More and more frequently I seem to become engulfed in a debate about whether or not a photographic image is “authentic”. I recently had it out with a friend who works as a photographer and designer, who argued that photographic images that are manipulated by Photoshop are not as good as process-based photographs created in the field using only the camera. Personally I can’t see the difference.
Both of these are different techniques that create the same basic result. In both cases you need skill and training to pull off the photograph. The only difference is in the process – the use of one tool as opposed to the other – and in most cases the final image can be more or less identical, depending on the ability of the photographer / editor.
The use of the computer seems to be the dividing factor. The man-machine interaction appears to play an important role, and our view of computers in particular is still one of skepticism. The ease with which computers, when properly operated, can perform tasks, creates a dramatic sense of under-achievement from the point of view of seasoned practitioners in fields like photography. The amount of time taken and the intensity of actual human interaction is one of the dividing factors on whether or not a photograph is labelled authentic or fake.
“To photoshop” is now a verb in the Oxford English dictionary. In the past words like “lithograph”, “darkroom” and even “photograph” weened their way into English dictionaries through popular use. Darkroom machines like enlargers, and the processing chemicals that were used within were once the forerunners of a popular technological movement that was probably dismissed as cheating as often as it was welcomed. These things are easily forgotten over time, and after a generation or two photoshopping will probably be as common a term as any of the above. Even the fact that the verb is named after the Adobe computer program will probably make little difference, as illustrated by the still popular use of “biro”, “hoover” or “Kodak moment” as terms.
Kodak itself is an interesting item to throw into this debate. The recent end of the long slip of Kodak into a non-entity has been seen as a harbinger of the end of an era in photography in many ways. Kodak, whose entrepreneurial enterprise and technological foresight helped to build one of the most popular affordable camera ranges in the 20th Century, fell from grace after adopting what many saw as a Luddite philosophy with regard their production methods. They abandoned their foresight and lost track of technological advances, and this (among other problems) led to their filing for bankruptcy in 2011.
I see computer-based post-production techniques as a modern-day dark-room. They are used for the same things (adjusting contrast, exposure, lightness, colour, layering images, cutting and collage). That’s not to say that dark-room techniques or playful techniques in the field are obsolete or should be forgotten, but just that there is a strong alternative there and that it can be used like any other processing tool. The user-friendly aspect of Photoshop may be the biggest qualm for seasoned pros – more or less anyone with any computer experience can do something on Photoshop, but without a good photograph (or photographs) Photoshop is still more or less useless.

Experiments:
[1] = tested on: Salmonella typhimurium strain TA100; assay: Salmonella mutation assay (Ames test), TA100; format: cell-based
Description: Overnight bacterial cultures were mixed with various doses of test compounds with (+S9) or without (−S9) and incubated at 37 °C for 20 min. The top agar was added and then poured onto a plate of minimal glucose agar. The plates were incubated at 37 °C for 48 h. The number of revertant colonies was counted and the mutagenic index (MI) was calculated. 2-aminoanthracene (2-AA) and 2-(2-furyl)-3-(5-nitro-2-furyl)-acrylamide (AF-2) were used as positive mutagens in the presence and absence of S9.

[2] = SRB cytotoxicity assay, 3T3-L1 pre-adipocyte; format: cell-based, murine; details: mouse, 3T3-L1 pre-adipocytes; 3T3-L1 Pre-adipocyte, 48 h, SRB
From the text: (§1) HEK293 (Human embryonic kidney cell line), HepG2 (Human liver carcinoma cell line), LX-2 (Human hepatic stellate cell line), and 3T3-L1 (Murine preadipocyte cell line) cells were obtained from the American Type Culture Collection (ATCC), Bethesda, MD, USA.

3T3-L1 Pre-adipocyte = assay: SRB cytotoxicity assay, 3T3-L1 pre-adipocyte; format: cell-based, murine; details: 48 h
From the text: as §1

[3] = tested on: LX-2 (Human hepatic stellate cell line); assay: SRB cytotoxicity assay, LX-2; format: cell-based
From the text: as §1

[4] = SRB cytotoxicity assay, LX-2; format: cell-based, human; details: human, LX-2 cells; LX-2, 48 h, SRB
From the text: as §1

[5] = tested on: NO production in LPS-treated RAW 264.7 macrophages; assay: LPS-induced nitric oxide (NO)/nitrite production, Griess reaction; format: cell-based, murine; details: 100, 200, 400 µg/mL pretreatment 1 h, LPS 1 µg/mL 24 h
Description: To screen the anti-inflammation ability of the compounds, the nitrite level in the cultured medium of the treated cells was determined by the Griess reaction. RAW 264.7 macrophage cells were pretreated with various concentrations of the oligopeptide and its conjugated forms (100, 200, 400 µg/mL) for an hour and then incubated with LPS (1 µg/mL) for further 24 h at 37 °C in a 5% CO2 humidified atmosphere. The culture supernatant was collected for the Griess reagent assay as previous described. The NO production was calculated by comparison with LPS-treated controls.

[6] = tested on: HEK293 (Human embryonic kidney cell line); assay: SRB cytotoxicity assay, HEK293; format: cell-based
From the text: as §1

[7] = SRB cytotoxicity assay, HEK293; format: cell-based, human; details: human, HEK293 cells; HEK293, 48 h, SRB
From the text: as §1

Whether a work is authentic because of the work that is put into it in the field or because of the post-production seems irrelevant to me. A truly unique and strong work of art should stand out among other works simply because it has a strong visual or conceptual resonance. Recently artist Scott Blake was threatened with legal action for manipulating images and a technique by artist Chuck Close through Photoshop. The full story from Blake’s point of view is fascinatingly recounted on the Hyperallergic zine. Blake makes an important point here about the work of art being an evolutionary process. Images are constantly reinvented and re-manipulated by other artists. If this process was stopped we could not have ended up with incredible art pieces like Christian Marclay’s The Clock, for example.
Authenticity defines strictly as something of undisputed origin. But can any origin be undisputed? The landscape that is painted, the portrait that a photographer portrays, the manipulated image of a cow standing on the Empire State Building – these are all images that are both original and unoriginal. No art piece can be purely authentic, but the delivery can be. Whether guided by machines or not, art is still made by people. A piece of work can at least hold an original identity, regardless of the techniques used to create it.
The greatest techniques of image manipulation haven’t even begun to be invented. But the sooner Photoshop is dethroned then perhaps the better for the program, as it will then become one of the “forgotten arts” and hold a higher providence among a smaller clique who will value Photoshop above its new-technology rival. The Luddites can wait.
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